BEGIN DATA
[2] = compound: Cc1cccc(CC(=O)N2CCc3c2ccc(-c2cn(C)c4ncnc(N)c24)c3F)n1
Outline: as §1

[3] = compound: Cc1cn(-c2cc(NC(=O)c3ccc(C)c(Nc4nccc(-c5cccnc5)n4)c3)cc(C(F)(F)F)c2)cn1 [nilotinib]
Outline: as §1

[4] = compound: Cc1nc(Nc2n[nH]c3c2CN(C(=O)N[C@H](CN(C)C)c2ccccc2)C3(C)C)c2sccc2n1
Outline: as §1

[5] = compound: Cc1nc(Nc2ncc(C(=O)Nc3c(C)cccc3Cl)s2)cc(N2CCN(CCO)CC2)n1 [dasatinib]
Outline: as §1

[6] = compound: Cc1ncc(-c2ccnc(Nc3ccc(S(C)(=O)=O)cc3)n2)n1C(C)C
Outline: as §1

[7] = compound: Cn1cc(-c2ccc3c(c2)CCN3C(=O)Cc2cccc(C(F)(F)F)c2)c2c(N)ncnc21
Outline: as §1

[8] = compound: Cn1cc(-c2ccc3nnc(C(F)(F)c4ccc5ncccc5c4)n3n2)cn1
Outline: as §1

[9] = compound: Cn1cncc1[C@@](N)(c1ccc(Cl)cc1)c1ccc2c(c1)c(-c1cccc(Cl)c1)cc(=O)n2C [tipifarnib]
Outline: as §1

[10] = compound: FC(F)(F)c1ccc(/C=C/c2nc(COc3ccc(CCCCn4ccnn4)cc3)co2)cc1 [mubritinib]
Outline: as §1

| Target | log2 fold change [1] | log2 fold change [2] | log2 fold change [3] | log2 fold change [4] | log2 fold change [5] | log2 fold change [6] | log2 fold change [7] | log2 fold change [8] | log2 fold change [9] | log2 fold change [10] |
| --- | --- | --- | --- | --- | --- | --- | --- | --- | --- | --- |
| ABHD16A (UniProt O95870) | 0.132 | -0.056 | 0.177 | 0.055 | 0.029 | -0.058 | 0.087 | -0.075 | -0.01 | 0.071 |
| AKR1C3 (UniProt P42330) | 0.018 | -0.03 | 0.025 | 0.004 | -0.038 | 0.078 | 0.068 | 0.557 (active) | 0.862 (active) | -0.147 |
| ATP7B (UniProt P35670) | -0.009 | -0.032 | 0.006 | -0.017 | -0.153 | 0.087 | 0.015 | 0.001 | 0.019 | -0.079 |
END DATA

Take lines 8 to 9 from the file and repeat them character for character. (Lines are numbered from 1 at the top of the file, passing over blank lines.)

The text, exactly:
Outline: as §1

[6] = compound: Cc1ncc(-c2ccnc(Nc3ccc(S(C)(=O)=O)cc3)n2)n1C(C)C